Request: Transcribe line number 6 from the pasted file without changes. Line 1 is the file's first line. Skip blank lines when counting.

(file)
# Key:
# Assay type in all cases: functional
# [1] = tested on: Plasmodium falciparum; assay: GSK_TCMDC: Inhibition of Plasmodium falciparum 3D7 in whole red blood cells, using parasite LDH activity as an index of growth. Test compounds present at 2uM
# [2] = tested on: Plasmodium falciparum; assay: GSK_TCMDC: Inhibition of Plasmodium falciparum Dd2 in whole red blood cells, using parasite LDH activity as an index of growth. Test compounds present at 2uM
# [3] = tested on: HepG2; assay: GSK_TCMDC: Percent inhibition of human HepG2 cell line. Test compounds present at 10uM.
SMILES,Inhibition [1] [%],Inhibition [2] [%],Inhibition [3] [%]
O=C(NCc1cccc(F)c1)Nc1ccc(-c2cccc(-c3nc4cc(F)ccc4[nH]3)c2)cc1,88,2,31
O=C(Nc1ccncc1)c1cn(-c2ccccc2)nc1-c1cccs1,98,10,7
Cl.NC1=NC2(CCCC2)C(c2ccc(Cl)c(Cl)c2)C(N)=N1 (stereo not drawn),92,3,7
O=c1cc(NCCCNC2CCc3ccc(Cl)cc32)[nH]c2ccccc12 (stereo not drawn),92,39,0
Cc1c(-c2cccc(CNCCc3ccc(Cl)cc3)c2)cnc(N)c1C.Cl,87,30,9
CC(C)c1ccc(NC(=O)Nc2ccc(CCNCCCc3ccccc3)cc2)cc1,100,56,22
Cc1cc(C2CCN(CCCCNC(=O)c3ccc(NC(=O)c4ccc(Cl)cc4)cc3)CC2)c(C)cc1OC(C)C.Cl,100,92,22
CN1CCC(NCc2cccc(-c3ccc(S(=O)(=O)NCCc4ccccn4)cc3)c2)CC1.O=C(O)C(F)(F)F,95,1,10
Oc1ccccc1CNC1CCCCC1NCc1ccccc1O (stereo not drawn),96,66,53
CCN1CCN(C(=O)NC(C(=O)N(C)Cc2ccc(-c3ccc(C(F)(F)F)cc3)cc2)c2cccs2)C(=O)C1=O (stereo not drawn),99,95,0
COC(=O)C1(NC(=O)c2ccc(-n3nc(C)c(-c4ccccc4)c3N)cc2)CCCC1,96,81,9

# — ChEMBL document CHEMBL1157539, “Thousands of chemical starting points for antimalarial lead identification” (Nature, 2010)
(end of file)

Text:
SMILES,Inhibition [1] [%],Inhibition [2] [%],Inhibition [3] [%]